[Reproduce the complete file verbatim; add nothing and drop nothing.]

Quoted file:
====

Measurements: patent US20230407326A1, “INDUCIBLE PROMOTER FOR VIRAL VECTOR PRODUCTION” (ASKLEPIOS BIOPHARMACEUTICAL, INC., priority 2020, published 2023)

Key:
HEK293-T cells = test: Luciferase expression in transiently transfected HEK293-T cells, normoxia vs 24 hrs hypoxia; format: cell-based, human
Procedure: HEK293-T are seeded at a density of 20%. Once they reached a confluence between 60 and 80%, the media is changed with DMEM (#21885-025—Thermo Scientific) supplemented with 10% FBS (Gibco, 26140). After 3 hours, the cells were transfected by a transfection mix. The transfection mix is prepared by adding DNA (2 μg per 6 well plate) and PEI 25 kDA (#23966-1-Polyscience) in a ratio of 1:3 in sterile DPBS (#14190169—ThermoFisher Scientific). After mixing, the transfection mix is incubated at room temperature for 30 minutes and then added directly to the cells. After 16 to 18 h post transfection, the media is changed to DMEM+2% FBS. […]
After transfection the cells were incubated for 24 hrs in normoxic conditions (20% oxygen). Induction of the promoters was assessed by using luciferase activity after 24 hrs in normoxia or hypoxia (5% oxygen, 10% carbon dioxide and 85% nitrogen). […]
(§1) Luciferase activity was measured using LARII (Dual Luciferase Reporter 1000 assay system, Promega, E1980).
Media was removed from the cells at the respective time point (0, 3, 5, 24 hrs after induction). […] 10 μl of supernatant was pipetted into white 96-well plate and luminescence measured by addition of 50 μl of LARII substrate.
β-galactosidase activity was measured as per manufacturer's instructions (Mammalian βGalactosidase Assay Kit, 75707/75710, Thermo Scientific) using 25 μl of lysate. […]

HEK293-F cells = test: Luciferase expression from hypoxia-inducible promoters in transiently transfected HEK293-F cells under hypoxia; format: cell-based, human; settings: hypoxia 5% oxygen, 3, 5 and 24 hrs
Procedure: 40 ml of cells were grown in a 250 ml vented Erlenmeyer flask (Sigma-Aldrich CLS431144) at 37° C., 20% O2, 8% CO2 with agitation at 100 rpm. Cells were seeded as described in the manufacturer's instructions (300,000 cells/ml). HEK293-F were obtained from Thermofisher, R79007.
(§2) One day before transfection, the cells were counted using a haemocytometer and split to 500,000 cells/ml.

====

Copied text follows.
Measurements: patent US20230407326A1, “INDUCIBLE PROMOTER FOR VIRAL VECTOR PRODUCTION” (ASKLEPIOS BIOPHARMACEUTICAL, INC., priority 2020, published 2023)

Key:
HEK293-T cells = test: Luciferase expression in transiently transfected HEK293-T cells, normoxia vs 24 hrs hypoxia; format: cell-based, human
Procedure: HEK293-T are seeded at a density of 20%. Once they reached a confluence between 60 and 80%, the media is changed with DMEM (#21885-025—Thermo Scientific) supplemented with 10% FBS (Gibco, 26140). After 3 hours, the cells were transfected by a transfection mix. The transfection mix is prepared by adding DNA (2 μg per 6 well plate) and PEI 25 kDA (#23966-1-Polyscience) in a ratio of 1:3 in sterile DPBS (#14190169—ThermoFisher Scientific). After mixing, the transfection mix is incubated at room temperature for 30 minutes and then added directly to the cells. After 16 to 18 h post transfection, the media is changed to DMEM+2% FBS. […]
After transfection the cells were incubated for 24 hrs in normoxic conditions (20% oxygen). Induction of the promoters was assessed by using luciferase activity after 24 hrs in normoxia or hypoxia (5% oxygen, 10% carbon dioxide and 85% nitrogen). […]
(§1) Luciferase activity was measured using LARII (Dual Luciferase Reporter 1000 assay system, Promega, E1980).
Media was removed from the cells at the respective time point (0, 3, 5, 24 hrs after induction). […] 10 μl of supernatant was pipetted into white 96-well plate and luminescence measured by addition of 50 μl of LARII substrate.
β-galactosidase activity was measured as per manufacturer's instructions (Mammalian βGalactosidase Assay Kit, 75707/75710, Thermo Scientific) using 25 μl of lysate. […]

HEK293-F cells = test: Luciferase expression from hypoxia-inducible promoters in transiently transfected HEK293-F cells under hypoxia; format: cell-based, human; settings: hypoxia 5% oxygen, 3, 5 and 24 hrs
Procedure: 40 ml of cells were grown in a 250 ml vented Erlenmeyer flask (Sigma-Aldrich CLS431144) at 37° C., 20% O2, 8% CO2 with agitation at 100 rpm. Cells were seeded as described in the manufacturer's instructions (300,000 cells/ml). HEK293-F were obtained from Thermofisher, R79007.
(§2) One day before transfection, the cells were counted using a haemocytometer and split to 500,000 cells/ml.